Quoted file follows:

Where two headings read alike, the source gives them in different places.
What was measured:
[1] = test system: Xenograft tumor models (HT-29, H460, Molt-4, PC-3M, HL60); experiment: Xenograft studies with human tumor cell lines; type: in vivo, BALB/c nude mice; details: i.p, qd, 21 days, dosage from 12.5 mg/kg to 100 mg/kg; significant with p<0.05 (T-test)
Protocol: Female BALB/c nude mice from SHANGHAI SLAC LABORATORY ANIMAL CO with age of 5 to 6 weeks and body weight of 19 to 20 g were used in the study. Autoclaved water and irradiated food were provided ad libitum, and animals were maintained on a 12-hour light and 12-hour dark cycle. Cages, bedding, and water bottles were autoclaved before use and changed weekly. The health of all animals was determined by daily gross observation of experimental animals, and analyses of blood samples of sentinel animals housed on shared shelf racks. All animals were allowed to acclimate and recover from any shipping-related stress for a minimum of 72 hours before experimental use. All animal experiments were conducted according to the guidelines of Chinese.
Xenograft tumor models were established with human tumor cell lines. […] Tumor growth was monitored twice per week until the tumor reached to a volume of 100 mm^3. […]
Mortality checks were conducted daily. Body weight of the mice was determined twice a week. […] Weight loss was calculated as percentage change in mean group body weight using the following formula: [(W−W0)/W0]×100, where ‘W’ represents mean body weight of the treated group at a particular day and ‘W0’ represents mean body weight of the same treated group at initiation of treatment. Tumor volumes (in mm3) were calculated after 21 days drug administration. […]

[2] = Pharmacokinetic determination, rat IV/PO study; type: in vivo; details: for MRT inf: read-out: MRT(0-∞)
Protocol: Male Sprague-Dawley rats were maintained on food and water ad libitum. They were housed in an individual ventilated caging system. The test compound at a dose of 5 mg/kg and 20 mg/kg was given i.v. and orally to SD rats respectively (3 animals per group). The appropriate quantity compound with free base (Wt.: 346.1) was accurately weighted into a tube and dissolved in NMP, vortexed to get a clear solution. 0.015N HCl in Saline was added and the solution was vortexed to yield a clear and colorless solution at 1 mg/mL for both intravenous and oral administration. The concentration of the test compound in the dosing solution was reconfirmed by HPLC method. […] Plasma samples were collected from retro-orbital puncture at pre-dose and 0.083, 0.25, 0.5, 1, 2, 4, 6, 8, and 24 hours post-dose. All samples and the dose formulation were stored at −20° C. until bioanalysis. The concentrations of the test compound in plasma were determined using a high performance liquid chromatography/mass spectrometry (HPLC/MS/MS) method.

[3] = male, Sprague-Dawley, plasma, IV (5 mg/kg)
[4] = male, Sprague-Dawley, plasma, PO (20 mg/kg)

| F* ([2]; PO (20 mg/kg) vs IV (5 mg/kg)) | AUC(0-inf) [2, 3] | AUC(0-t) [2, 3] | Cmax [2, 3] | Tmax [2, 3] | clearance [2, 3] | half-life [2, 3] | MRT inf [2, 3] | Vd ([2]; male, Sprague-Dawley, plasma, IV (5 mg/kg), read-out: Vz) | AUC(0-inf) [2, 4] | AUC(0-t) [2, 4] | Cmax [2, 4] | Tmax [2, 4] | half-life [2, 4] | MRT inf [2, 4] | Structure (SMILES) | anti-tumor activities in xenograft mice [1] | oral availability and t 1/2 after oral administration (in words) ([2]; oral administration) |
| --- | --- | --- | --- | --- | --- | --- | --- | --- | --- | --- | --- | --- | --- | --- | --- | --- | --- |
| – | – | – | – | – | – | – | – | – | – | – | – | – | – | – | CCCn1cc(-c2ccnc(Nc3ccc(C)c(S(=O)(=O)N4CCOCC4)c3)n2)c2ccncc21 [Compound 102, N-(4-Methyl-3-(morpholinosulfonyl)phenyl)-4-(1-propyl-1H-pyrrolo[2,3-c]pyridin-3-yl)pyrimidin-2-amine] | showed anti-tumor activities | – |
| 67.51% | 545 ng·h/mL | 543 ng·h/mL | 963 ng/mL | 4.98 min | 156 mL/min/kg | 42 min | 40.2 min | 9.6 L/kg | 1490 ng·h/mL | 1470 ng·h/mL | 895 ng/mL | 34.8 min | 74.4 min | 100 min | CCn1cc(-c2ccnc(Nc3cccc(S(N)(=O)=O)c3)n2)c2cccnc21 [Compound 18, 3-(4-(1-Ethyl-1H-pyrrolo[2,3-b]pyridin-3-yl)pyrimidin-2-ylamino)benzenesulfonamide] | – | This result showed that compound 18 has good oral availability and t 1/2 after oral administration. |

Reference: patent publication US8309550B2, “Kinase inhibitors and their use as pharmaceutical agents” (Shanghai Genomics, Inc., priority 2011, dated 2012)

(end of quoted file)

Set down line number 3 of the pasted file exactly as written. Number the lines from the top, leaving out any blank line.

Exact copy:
[1] = test system: Xenograft tumor models (HT-29, H460, Molt-4, PC-3M, HL60); experiment: Xenograft studies with human tumor cell lines; type: in vivo, BALB/c nude mice; details: i.p, qd, 21 days, dosage from 12.5 mg/kg to 100 mg/kg; significant with p<0.05 (T-test)